Browsing University of Alaska Anchorage by Subject "household subsistence patterns"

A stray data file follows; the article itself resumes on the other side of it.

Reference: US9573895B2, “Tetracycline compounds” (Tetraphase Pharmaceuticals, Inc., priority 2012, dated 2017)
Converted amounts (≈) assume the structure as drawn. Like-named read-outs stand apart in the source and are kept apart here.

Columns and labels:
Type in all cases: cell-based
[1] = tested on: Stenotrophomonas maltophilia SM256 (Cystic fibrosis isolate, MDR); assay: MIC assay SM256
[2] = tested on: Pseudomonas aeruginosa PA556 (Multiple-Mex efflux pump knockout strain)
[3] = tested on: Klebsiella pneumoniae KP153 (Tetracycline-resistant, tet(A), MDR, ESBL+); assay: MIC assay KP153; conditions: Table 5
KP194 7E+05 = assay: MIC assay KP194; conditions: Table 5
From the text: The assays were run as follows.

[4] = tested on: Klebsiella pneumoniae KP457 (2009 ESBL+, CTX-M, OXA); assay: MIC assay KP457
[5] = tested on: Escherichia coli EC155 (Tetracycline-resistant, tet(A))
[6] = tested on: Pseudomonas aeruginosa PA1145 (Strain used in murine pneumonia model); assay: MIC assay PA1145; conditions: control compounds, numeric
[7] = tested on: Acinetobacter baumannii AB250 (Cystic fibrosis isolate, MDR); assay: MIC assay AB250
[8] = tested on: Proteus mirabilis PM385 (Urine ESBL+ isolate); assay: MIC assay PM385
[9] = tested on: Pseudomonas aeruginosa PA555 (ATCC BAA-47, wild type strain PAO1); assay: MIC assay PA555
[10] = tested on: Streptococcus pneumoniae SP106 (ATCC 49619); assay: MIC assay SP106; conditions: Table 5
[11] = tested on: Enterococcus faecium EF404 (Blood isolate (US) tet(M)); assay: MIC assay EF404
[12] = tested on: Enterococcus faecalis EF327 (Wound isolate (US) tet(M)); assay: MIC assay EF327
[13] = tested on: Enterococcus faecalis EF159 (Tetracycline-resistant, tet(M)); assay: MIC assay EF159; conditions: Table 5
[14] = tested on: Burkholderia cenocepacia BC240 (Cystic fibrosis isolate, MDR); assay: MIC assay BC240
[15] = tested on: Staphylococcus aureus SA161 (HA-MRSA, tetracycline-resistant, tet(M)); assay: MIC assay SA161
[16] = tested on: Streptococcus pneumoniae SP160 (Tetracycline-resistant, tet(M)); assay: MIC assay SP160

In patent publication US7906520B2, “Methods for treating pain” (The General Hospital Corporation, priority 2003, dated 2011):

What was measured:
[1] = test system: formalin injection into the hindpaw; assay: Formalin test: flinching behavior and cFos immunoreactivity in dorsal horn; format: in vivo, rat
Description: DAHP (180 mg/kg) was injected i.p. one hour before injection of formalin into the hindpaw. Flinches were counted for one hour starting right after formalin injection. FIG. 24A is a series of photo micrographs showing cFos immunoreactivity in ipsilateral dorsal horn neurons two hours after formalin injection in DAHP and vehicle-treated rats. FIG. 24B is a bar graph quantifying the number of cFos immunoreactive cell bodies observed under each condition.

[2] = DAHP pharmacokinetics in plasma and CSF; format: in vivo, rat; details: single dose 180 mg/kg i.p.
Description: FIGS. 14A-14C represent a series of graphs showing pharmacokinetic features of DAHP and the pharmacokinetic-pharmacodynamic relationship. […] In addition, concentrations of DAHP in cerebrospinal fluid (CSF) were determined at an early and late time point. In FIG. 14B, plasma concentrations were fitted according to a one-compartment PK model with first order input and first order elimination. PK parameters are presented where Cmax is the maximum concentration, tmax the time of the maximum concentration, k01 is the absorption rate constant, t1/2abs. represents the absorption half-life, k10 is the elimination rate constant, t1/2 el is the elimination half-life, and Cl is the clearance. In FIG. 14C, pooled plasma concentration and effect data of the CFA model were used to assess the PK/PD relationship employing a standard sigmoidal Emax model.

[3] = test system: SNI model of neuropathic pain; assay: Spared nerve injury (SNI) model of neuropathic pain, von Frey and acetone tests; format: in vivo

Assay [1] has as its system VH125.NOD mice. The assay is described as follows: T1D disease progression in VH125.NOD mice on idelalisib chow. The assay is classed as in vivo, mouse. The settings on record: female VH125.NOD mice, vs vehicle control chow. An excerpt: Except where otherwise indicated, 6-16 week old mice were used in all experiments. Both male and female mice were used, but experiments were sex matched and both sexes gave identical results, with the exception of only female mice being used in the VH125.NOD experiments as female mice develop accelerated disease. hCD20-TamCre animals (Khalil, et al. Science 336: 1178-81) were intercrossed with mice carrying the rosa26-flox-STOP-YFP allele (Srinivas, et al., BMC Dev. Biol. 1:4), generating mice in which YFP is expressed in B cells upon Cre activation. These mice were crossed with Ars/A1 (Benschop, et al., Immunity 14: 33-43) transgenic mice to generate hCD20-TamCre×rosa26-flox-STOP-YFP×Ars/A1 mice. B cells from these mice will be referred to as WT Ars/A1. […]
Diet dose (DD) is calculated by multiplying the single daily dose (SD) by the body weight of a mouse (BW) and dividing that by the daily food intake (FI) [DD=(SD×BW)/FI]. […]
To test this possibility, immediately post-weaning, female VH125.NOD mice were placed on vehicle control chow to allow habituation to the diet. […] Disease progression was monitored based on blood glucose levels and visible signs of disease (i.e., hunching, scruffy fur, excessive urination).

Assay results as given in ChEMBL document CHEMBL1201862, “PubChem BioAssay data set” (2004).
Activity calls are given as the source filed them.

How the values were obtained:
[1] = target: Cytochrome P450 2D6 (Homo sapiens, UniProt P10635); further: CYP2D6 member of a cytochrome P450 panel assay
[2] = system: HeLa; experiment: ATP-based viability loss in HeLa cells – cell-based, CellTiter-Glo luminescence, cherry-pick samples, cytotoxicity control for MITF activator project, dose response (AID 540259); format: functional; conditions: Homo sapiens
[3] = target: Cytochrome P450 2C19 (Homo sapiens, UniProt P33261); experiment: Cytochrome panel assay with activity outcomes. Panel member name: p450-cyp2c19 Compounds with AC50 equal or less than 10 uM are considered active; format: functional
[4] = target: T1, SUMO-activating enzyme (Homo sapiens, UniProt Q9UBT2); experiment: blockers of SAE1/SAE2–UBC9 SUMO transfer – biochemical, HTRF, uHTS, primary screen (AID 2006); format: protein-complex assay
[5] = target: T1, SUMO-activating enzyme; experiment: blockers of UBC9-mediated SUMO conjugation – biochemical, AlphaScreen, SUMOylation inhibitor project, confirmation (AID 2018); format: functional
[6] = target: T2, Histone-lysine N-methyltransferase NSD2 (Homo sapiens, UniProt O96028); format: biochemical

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Evaluating Differences in Household Subsistence Harvest Patterns between the Ambler Project and Non-Project ZonesWestern Alaska is one of largest inhabited, roadless areas in North America and, indeed, the world. Access, via a new road that would transverse Gates of the Arctic National Park and Preserve (GAAR), to a mining district in a vast roadless section of northwest Alaska has been proposed. Given the potential effects of the road on nearby communities, we analyzed how communities connected to the road system compare to their unconnected counterparts. Specifically, using zero inflated negative binomial models, we analyzed subsistence harvest data to understand factors that influence subsistence production at the household level. We found substantial difference in these factors between communities near the proposed road (project zone (PZ) communities and a comparable set of road accessible communities outside the region, and were affected by household characteristics such as the gender of the head of household, number of children, and income. Total subsistence production of project zone communities was 1.8 – 2.5 times greater than that of non-project zone communities. Communities with a higher percentage of Alaska Native residents had greater per capita subsistence harvests. Higher household income levels were associated with lower subsistence harvest levels. Roads can provide access for hunters from outside the region to traditional subsistence hunting grounds used by local residents that would not be very accessible if not for the road. Our proxy for competition (number of nonlocal moose hunters) indicates that resident moose harvest amounts are inversely related to the number of hunters in a particular area. If subsistence harvest patterns for project zone communities currently off the road changed to mirror existing non-project zone harvests due to the road, the financial cost would be USD $6,900 – 10,500 per household per year (assuming an $8/lb. ‘replacement’ cost for subsistence harvests). This represents about 33% of the median household income. Taken together, our results suggest that the proposed road should be expected to substantially impact subsistence production in communities that are not currently connected to the road system. The scale of our data did not allow for the comparison of the impacts of the different proposed routes but the impacts of different routes is likely minor in relation to the presence or absence of the proposed road